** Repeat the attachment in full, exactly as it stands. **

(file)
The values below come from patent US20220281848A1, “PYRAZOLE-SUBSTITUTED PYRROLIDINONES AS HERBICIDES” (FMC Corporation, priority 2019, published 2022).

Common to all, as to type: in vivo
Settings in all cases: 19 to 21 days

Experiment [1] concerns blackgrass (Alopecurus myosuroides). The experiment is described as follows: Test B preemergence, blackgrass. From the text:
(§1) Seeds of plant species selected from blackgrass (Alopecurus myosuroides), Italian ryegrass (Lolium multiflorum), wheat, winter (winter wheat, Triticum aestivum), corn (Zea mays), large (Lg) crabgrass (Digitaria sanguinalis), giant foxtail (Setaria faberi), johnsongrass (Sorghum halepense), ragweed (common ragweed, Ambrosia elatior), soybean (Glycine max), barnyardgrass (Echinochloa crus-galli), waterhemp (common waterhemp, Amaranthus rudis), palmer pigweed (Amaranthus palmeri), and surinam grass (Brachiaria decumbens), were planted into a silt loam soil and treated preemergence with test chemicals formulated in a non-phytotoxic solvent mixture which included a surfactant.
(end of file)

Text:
The values below come from patent US20220281848A1, “PYRAZOLE-SUBSTITUTED PYRROLIDINONES AS HERBICIDES” (FMC Corporation, priority 2019, published 2022).

Common to all, as to type: in vivo
Settings in all cases: 19 to 21 days

Experiment [1] concerns blackgrass (Alopecurus myosuroides). The experiment is described as follows: Test B preemergence, blackgrass. From the text:
(§1) Seeds of plant species selected from blackgrass (Alopecurus myosuroides), Italian ryegrass (Lolium multiflorum), wheat, winter (winter wheat, Triticum aestivum), corn (Zea mays), large (Lg) crabgrass (Digitaria sanguinalis), giant foxtail (Setaria faberi), johnsongrass (Sorghum halepense), ragweed (common ragweed, Ambrosia elatior), soybean (Glycine max), barnyardgrass (Echinochloa crus-galli), waterhemp (common waterhemp, Amaranthus rudis), palmer pigweed (Amaranthus palmeri), and surinam grass (Brachiaria decumbens), were planted into a silt loam soil and treated preemergence with test chemicals formulated in a non-phytotoxic solvent mixture which included a surfactant.